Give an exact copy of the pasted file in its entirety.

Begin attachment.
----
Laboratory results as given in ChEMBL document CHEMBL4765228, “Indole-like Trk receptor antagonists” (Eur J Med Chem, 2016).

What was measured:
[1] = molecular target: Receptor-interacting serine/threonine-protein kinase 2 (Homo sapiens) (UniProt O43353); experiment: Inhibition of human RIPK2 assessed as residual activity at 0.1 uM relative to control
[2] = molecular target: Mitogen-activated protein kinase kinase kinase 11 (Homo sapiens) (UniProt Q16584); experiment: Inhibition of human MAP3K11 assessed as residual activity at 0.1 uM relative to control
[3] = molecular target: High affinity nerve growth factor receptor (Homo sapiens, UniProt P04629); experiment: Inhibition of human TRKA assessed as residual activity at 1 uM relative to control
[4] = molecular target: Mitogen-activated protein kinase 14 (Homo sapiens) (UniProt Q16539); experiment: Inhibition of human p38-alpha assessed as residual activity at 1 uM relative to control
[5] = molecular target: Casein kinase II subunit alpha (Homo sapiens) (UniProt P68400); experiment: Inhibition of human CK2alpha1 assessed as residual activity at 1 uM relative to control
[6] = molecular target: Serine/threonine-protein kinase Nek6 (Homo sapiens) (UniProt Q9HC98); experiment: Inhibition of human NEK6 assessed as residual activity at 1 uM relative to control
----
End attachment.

Laboratory results as given in ChEMBL document CHEMBL4765228, “Indole-like Trk receptor antagonists” (Eur J Med Chem, 2016).

What was measured:
[1] = molecular target: Receptor-interacting serine/threonine-protein kinase 2 (Homo sapiens) (UniProt O43353); experiment: Inhibition of human RIPK2 assessed as residual activity at 0.1 uM relative to control
[2] = molecular target: Mitogen-activated protein kinase kinase kinase 11 (Homo sapiens) (UniProt Q16584); experiment: Inhibition of human MAP3K11 assessed as residual activity at 0.1 uM relative to control
[3] = molecular target: High affinity nerve growth factor receptor (Homo sapiens, UniProt P04629); experiment: Inhibition of human TRKA assessed as residual activity at 1 uM relative to control
[4] = molecular target: Mitogen-activated protein kinase 14 (Homo sapiens) (UniProt Q16539); experiment: Inhibition of human p38-alpha assessed as residual activity at 1 uM relative to control
[5] = molecular target: Casein kinase II subunit alpha (Homo sapiens) (UniProt P68400); experiment: Inhibition of human CK2alpha1 assessed as residual activity at 1 uM relative to control
[6] = molecular target: Serine/threonine-protein kinase Nek6 (Homo sapiens) (UniProt Q9HC98); experiment: Inhibition of human NEK6 assessed as residual activity at 1 uM relative to control